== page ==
left to counsel. The court noted it was impossible in South Carolina to ever

determine what prejudice a particular juror brought to the outcome of the

case as it is improper to violate juror discussions.





While this issue has not been addressed in South Carolina, other courts

have held jury selection is a process that inherently falls within the expertise

and experience of trial counsel. See, e.g., People v. McKenzie, 668 P.2d 769

(Cal. 1983); State v. Cosey, 873 P.2d 1177 (Utah Ct. App. 1994). "The

selection of a jury is inevitably a call upon experience and intuition. The

trial lawyer must draw upon his own insights and empathetic abilities."

Romero v. Lynaugh, 884 F.2d 871, 878 (5th Cir. 1989)(emphasis added). In

Commonwealth v. Sanders, 445 A.2d 820 (Pa. 1982), the Pennsylvania

Supreme Court held:



Inherently, a jury trial requires that the defendant be secured

the right to challenge potential jurors on the basis of cause or

peremptorily. Those rights are adequately secured to an accused

when they are exercised by defense counsel. The fact that an

accused does not personally select the jury is not a deprivation

of that right.



445 A.2d at 824 (emphasis added). Moreover, this Court has held that a

criminal defendant has no right to a trial by any particular jury, but only a

right to a trial by a competent and impartial jury. State v. Patterson, 324

S.C. 5, 482 S.E.2d 760 (1997).



p.47


PALACIO v. STATE





In the instant case, under the PCR court's analysis, a criminal

defendant could demand that his attorney strike a juror, and if the attorney

refused, the defendant could insure that any conviction would automatically

be reversed. We decline to follow this logic. In PCR proceedings, a

defendant must provide credible evidence that the trial attorney's refusal to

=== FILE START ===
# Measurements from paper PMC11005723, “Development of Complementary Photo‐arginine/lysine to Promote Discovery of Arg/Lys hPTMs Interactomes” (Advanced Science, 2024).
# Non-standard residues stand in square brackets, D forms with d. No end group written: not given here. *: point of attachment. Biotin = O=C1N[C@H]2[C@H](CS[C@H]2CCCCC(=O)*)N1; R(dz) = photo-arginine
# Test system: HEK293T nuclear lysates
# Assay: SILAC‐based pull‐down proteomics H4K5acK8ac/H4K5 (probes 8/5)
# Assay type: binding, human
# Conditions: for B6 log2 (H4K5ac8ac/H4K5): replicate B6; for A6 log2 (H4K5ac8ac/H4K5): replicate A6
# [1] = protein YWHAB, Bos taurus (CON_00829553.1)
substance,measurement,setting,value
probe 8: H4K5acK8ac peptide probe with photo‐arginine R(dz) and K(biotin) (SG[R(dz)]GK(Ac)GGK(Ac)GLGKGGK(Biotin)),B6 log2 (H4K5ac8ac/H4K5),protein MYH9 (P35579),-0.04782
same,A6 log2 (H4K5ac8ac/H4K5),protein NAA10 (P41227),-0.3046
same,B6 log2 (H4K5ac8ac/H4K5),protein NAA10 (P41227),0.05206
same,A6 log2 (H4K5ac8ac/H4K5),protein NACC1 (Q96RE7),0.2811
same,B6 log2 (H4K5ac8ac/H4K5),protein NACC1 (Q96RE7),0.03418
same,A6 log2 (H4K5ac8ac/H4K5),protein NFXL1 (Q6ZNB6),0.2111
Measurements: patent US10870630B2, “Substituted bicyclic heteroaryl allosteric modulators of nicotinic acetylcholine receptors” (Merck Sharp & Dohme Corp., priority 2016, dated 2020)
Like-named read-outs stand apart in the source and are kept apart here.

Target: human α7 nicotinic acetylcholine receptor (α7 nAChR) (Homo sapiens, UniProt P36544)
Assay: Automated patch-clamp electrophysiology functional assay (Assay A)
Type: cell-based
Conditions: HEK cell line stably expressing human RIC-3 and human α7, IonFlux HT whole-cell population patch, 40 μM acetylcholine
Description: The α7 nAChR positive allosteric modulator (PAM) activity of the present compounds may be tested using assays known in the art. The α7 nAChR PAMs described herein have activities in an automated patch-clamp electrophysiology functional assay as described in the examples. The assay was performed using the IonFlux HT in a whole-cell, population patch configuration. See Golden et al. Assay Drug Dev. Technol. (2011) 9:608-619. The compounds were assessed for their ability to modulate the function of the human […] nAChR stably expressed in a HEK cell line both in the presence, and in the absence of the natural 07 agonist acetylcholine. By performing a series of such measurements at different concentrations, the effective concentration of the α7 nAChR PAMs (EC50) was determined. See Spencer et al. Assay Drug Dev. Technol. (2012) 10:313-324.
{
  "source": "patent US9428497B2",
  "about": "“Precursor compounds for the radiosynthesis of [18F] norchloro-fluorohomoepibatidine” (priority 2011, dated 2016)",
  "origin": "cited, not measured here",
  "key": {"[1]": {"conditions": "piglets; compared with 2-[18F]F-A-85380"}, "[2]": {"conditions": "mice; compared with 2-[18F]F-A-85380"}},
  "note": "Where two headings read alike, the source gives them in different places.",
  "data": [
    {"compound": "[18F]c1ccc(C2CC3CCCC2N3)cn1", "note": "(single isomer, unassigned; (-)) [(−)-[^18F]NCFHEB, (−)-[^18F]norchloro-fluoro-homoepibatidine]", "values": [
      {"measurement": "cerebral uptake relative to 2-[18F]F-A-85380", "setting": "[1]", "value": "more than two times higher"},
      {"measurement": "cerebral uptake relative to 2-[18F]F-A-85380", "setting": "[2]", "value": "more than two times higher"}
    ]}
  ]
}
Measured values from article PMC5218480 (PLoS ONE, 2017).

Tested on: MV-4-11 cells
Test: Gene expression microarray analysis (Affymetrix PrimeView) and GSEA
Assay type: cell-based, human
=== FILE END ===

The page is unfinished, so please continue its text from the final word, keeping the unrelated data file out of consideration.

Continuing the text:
strike a juror prejudiced the defense. There has been no such showing in

this case. Therefore, we reverse the PCR court on this issue.





E. JURY CHARGE





The State argues that the PCR court erred in finding Attorney

ineffective for failing to request a jury charge discussing the dismissal of the

State's conspiracy charge. We agree.





The State originally indicted Defendant for trafficking cocaine and

conspiracy to traffic cocaine. At the beginning of the trial, the trial judge

instructed the jury that Defendant had been indicted for these two offenses.

The State later moved to dismiss the conspiracy charge, which the trial court

granted over defense counsel's objection.





The PCR court found that Attorney was ineffective for failing to request

an instruction concerning the dismissal of the conspiracy charge. The PCR

court held the jury, not knowing why the conspiracy charge was removed

from their consideration, reasonably could have been left with the belief that

if they thought Defendant was guilty of conspiracy, then he was also guilty

of trafficking cocaine.





It is conjecture, at best, to suggest the jury thought this way.

Additionally, prior to opening arguments and after closing arguments, the

trial judge specifically informed the jury that Defendant was only charged

with trafficking in cocaine. Attorney also made the following statement

during her closing arguments to the jury: "[Defendant] says I helped my

uncle, but that's conspiracy, that is not trafficking, it's a whole other statute.

It's not the one for which he's been indicted for. And that is trafficking in

cocaine."





We reverse the PCR court on this issue because there is no evidence

of probative value to support the PCR court's decision.





p.48


PALACIO v. STATE







CONCLUSION





Based on the foregoing, the PCR court is REVERSED.



MOORE, WALLER, and BURNETT, JJ., concur. FINNEY, C.J.,

dissenting in a separate opinion.





p.49


PALACIO v. STATE





FINNEY, C.J.: I respectfully dissent, and would affirm the grant of post-

conviction relief (PCR) to respondent. We are required to affirm the circuit

court's PCR order if it is supported by any evidence in the record. Pauling

v. State, _ S.C. _, 503 S.E.2d 468 (1998). In my opinion, the order's

finding regarding defective representation and resulting prejudice from trial

counsel's failure to request a jury instruction regarding the dismissal of the

conspiracy charge is supported by the evidence and we should not, and

properly cannot, overturn it. I would affirm.



p.50